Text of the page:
TSA reportedly fails secret test of security measures

Undercover tests conducted by the Department of Homeland Security found a 20 per cent success rate and revealed'vulnerabilities at security checkpoints across US airports

The same source familiar with the classified government report said that an 80 percent failure rate was "in the ballpark" of how poorly the agency is performing.

TSA pre-check travelers are exempt from the new screenings and can leave devices in their bags when traveling through the designated pre-check line, according to the TSA.

When investigators did the same thing two years earlier, TSA equipment and personnel failed 95 percent of the time, prompting major changes in the agency, training academy for screening officers and updated procedures so that security could be more thorough.

The source says the Inspector General did not use security experts, but secretaries and administrative workers instead.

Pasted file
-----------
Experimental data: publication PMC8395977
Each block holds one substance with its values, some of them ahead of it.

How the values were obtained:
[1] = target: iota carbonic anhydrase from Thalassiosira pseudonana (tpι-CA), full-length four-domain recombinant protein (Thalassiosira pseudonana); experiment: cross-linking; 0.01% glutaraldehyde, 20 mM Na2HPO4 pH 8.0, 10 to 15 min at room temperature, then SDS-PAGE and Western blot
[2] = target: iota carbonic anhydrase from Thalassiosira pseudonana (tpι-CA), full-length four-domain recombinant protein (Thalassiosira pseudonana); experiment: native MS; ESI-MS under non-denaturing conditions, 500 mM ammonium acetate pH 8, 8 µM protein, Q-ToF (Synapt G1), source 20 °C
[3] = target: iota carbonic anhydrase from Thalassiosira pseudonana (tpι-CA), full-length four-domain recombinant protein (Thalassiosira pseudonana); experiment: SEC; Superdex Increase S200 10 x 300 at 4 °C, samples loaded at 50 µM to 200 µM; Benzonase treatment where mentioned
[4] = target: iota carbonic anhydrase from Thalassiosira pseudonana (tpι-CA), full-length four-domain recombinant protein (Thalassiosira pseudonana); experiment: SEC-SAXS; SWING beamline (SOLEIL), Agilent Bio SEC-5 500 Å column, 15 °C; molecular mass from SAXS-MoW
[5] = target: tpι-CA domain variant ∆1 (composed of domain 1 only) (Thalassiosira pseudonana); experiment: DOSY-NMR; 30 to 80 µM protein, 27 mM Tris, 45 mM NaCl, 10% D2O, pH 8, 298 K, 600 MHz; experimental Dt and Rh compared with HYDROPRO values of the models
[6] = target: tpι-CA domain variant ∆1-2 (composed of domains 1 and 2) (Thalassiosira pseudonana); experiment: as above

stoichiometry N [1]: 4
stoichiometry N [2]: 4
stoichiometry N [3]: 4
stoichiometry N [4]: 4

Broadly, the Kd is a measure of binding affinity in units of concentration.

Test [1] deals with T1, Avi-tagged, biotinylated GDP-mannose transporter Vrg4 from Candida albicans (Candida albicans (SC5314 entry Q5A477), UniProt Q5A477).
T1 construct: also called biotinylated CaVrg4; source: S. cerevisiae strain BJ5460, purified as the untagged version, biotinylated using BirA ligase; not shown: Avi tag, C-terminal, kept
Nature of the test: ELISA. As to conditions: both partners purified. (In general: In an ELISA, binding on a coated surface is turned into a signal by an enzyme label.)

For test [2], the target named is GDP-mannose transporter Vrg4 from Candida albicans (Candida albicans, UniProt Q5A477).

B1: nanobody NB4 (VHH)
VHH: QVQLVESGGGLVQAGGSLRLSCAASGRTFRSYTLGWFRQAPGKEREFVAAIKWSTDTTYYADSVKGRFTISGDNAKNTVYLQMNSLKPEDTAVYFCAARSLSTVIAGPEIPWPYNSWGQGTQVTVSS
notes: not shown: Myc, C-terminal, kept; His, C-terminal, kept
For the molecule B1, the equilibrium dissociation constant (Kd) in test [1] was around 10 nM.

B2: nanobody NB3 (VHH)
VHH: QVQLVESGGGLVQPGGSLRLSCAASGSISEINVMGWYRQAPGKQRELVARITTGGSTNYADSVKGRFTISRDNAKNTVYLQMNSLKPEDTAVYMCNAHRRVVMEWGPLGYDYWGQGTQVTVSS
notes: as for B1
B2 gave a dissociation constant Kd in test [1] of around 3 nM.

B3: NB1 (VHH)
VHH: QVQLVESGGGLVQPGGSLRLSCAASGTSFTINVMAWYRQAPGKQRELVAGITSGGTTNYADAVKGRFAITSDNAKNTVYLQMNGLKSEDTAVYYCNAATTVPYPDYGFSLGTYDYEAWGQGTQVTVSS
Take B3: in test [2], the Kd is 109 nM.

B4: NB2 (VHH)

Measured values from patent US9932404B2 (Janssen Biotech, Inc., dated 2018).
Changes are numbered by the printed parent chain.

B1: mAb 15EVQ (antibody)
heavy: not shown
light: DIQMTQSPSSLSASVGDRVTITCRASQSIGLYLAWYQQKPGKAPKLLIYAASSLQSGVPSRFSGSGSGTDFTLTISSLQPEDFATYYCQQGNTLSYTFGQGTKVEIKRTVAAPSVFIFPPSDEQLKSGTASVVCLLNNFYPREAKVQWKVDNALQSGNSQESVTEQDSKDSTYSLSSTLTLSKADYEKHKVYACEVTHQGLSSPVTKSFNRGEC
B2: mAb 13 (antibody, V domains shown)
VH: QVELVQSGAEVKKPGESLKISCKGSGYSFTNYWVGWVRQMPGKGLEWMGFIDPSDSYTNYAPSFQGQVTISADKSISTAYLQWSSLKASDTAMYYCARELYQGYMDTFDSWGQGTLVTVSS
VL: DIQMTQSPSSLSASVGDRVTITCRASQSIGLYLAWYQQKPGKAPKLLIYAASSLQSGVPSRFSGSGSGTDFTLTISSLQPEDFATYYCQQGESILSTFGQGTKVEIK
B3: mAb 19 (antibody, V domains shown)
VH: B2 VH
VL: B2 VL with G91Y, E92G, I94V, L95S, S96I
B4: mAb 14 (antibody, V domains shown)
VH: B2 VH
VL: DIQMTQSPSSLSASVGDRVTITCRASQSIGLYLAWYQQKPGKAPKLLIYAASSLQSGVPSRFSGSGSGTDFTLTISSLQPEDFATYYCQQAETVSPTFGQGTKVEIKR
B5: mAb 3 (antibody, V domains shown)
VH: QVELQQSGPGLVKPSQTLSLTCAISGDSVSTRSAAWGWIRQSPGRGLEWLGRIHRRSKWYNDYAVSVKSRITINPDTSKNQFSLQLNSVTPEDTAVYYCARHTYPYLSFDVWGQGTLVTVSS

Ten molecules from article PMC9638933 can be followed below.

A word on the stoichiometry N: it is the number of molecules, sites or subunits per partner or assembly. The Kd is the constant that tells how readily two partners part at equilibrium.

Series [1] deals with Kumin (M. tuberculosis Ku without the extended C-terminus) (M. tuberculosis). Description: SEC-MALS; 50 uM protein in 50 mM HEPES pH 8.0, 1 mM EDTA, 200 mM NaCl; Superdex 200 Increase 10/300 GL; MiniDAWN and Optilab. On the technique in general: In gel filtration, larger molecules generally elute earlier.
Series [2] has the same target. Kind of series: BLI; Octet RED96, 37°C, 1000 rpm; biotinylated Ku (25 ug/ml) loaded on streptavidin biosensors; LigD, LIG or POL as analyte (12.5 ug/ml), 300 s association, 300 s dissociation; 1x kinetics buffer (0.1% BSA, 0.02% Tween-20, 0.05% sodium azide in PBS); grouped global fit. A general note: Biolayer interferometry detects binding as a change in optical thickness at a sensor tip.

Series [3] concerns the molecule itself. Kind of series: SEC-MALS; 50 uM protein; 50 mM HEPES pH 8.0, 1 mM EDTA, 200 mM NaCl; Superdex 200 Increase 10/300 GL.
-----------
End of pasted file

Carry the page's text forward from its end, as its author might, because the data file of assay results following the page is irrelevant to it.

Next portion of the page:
The program started in July and has slowly expanded across the country to 280 airports in response to what the Department of Homeland Security calls increased threats to aviation security. Representative Mike Rogers (R) Alabama, said, "this agency that you run is broken badly".

Capitol Hill lawmakers are now pushing for the full implementation of 3D-image scanning equipment of bags, that would allow screeners to more easily spot threatening items in one's carry-on.

Pekoske said that "to invest in the CT technology requires funding above what TSA now has", but the agency wasn't on the path to CT development at checkpoints when the budget was developed, so the program wasn't reviewed for investment.

"We will invest in our people, continue to improve our processes, and engage new technology to keep transportation systems secure", Pekoske said.

Undercover tests conducted by the Department of Homeland Security revealed "vulnerabilities" at security checkpoints across U.S. airports.

The TSA said it's implementing measures to improve screening.

Democrat Rep. William Keating said during the committee meeting that $1.28 billion in TSA ticket surcharges is going to pay the national debt rather than to funding better security procedures, Newser reported. "To raise the baseline of worldwide aviation security, TSA issued a Security Directive and Emergency Amendment in June to enhance security measures for all commercial flights to the United States".